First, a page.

In Martel's Life of Pi, how do Mr. Patel's zoo keeping abilities compare to his parenting skills? Does the goat and tiger experience prepare Pi for the impending danger in his life?
Mr. Patel's zoo keeping and parenting styles definitely influence each other. As a zookeeper and father, he believes that life must be respected and nourished, but he also values natural laws and practices "tough love" with his animals and children when necessary. An example of this is when he forces Pi and Ravi to watch a goat being devoured by a tiger—this experience scars the boys, but it definitely convinces them to stay away from dangerous animals. This lesson serves Pi well on the lifeboat, as he takes the threat of Richard Parker very seriously and respects his animal nature.
Mr. Patel seems to merge his knowledge of animals and running zoos with his ideas of parenting in Martel's Life of Pi. Mr. Patel draws parallels from the animal kingdom to the human world while also teaching the boys to respect all forms of life. Not only do Ravi and Pi grow up learning about animal behavior in captivity but they also learn universal principles regarding the laws of nature. Chapter 8 specifies one day in particular when Mr. Patel makes it a point to teach his boys the following:
"Life will defend itself no matter how small it is. Every animal is ferocious and dangerous" (38).
Mr. Patel says these lines to the boys after using a hungry tiger eating a goat to demonstrate how dangerous tigers are. The object lesson is so intense that the boys are sure not to forget to stay away from tigers, which seems to be the main idea behind the tiger/goat demonstration. This lesson doesn't teach Pi to stay away from tigers, though, because common sense and growing up at the zoo have already done that for him. Pi explains this point as follows:
"I would like to say in my own defense that though I may have anthropomorphized the animals till they spoke fluent English . . . I never deluded myself as to the real nature of my playmates. My poking nose had more sense than that. I don't know where Father got the idea that his youngest son was itching to step into a cage with a ferocious carnivore. But wherever the strange worry came from--and Father was a worrier--he was clearly determined to rid himself of it that very morning" (34).
The knowledge and skills that Pi uses to keep him safe and coexisting with a tiger on the lifeboat are not necessarily the same ones that he learns from his father in chapter 8. Pi employs knowledge and understanding of animals' sense of territory, along with their predictable behaviors in the wild and captivity, to help him train the tiger, and take control of his life-threatening situation while alone at sea. Therefore, other than driving home the point to respect a tiger's strength and ferocity, the object lesson of the tiger and the goat doesn't do much to help Pi years later on the lifeboat. Pi actually uses the knowledge he obtains from reading and learning about animals on a daily basis to help him to survive his days at sea with a tiger.
The lesson that Pi's father teaches him by using a tiger and a goat occurs in chapter 8 of part 1. Mr. Patel is attempting to teach Pi a lesson about the dangers of animals and humans. Mr. Patel arranged for one of the zoo's tigers to be starved for a few days. Then he brought his wife and children to watch a goat be released into the tiger's habitat. The tiger made short work of the goat. Then Mr. Patel walked his children around to various exhibits and explained the dangers of each animal.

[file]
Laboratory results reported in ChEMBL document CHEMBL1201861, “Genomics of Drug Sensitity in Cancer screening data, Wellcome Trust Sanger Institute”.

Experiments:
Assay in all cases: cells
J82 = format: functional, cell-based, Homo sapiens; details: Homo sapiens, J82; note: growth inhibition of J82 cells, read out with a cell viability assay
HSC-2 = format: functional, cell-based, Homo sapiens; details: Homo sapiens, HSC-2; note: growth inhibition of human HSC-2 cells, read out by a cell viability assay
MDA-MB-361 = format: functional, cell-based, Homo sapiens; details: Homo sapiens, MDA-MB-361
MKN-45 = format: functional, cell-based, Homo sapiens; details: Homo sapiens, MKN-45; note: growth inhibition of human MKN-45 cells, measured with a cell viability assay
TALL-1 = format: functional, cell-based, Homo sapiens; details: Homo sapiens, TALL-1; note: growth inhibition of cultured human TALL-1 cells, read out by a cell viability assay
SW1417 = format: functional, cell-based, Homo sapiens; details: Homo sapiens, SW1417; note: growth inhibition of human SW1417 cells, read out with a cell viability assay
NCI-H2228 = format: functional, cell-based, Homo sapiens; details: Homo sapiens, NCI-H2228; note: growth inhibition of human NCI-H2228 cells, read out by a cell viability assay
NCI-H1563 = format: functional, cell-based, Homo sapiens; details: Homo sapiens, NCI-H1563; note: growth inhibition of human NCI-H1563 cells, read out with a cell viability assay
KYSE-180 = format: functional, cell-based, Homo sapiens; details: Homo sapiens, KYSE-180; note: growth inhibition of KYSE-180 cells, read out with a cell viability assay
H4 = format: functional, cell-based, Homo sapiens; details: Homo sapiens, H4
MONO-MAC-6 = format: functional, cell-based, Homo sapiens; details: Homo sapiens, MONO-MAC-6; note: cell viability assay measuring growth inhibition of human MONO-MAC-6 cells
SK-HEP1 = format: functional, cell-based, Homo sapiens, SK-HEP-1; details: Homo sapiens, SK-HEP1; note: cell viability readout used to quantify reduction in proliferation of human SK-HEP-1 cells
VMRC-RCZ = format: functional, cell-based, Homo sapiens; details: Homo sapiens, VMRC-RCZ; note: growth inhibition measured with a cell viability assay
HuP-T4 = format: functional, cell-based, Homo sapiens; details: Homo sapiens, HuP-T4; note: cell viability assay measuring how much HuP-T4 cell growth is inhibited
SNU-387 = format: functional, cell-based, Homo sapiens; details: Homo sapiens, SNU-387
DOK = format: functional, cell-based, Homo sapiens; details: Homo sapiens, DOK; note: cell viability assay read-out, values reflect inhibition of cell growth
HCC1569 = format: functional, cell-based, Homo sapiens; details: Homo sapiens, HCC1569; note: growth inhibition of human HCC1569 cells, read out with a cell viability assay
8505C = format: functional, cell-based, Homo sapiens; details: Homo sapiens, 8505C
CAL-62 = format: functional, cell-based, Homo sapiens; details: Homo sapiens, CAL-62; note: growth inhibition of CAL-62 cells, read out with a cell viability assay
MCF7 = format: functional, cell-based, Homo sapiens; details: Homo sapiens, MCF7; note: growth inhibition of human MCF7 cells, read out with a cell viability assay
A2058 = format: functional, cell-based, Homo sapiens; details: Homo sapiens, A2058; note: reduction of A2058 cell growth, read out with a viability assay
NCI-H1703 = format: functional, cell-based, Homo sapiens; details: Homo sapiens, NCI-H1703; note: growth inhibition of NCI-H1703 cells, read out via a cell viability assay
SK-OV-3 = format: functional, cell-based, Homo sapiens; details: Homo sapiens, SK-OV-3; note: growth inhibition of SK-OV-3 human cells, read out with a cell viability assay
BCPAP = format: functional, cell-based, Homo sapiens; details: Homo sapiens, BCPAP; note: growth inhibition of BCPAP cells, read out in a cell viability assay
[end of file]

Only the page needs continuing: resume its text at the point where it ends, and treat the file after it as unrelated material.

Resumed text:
"There are animals we haven't stopped by. Don't think they're harmless. Life will defend itself no matter how small it is. Every animal is ferocious and dangerous. It may not kill you, but it will certainly injure you."
The lesson that Mr. Patel is imparting on his children is that life will defend itself until its dying breath.
I do not believe that the tiger lesson helped Pi survive on the lifeboat. Pi knew before the lesson that tigers were dangerous, so the lesson was a bit redundant. What saved Pi's life on the raft was the knowledge that he had gained while working at the zoo. He learned what was needed to keep animals alive and happy; therefore, Pi was able to keep himself alive. Keeping Richard Parker happy meant Pi could keep on living.
As for Mr. Patel's parenting abilities vs. his zoo keeping abilities, they are both equally serviceable. Mr. Patel obviously cares for his children, but he doesn't exude warm fuzzies all of the time. That's how he treats the animals too. That doesn't make him a bad father. In fact, I think he does an admirable job of making sure that his children are as safe and educated as his circumstances allow.
Mr Patel's parenting skills are on par with his zoo keeping skills - adequate but not brilliant. He makes sure that the animals and his sons have a comfortable environment with a minimum of danger and enough food.
The goat and the tiger experience do little for Pi in preparing him for the more dangerous experience of his life. The boys hardly needed to be shown dangerous a tiger can be. The father is merely giving the boys a visual point - however, having been raised in a zoo, the boys already knew a great deal about wild animal behavior.
What keeps Pi alive on the boat is a not the lesson in the wildness and unpredictability of animals but the day to day needs of the animals. Through his father, Pi has learned how to be a zookeeper. He has also learned how to become the alpha animal to keep himself safe. All of his childhood experiences living in a zoo contribute more to his staying alive than his father's lesson in the nature of animals.